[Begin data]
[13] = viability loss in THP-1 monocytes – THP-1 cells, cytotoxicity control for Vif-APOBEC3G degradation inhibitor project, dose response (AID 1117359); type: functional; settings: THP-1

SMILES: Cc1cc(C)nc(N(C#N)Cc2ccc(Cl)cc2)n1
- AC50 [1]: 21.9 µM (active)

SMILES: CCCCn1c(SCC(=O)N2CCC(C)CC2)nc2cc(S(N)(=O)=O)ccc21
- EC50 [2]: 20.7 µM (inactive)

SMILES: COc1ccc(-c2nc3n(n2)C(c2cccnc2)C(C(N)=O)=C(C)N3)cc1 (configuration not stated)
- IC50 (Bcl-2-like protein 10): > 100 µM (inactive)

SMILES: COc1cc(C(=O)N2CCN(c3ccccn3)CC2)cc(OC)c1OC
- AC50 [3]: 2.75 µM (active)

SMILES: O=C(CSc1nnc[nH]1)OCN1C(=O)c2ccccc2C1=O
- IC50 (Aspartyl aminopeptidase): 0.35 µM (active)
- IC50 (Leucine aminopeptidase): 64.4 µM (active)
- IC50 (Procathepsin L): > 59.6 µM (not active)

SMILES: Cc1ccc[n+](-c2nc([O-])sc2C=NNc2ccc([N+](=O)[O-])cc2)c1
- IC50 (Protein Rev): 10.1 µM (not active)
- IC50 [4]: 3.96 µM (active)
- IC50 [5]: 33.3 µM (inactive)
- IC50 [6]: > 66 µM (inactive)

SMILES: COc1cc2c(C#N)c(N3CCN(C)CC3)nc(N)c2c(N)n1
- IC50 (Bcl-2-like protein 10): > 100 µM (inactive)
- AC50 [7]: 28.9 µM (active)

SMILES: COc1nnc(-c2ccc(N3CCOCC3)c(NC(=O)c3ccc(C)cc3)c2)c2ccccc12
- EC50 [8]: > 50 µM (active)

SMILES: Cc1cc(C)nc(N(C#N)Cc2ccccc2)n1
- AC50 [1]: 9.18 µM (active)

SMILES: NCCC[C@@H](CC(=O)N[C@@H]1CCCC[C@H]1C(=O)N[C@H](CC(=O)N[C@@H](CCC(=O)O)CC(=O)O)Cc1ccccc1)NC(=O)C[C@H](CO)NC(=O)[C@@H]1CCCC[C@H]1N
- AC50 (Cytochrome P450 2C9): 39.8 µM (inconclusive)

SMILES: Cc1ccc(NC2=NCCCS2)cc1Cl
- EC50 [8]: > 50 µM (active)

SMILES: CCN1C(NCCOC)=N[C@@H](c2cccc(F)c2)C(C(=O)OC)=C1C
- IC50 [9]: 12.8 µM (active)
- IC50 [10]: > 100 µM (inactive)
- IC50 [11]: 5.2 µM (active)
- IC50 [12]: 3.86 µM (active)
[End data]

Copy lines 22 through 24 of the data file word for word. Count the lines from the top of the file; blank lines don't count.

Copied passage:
SMILES: COc1nnc(-c2ccc(N3CCOCC3)c(NC(=O)c3ccc(C)cc3)c2)c2ccccc12
- EC50 [8]: > 50 µM (active)

SMILES: Cc1cc(C)nc(N(C#N)Cc2ccccc2)n1